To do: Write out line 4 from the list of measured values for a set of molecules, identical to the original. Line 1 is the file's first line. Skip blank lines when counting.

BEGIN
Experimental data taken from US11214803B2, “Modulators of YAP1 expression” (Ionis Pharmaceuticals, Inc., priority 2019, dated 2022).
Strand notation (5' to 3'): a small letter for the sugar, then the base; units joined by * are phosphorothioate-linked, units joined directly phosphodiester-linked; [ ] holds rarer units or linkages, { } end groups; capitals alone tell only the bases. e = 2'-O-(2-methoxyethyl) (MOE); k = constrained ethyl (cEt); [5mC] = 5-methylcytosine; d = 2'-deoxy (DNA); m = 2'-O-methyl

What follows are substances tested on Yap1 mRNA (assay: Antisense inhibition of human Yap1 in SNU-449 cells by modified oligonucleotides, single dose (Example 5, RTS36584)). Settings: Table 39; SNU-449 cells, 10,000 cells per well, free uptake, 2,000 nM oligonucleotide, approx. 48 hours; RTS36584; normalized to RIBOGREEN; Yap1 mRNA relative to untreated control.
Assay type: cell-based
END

Assay type: cell-based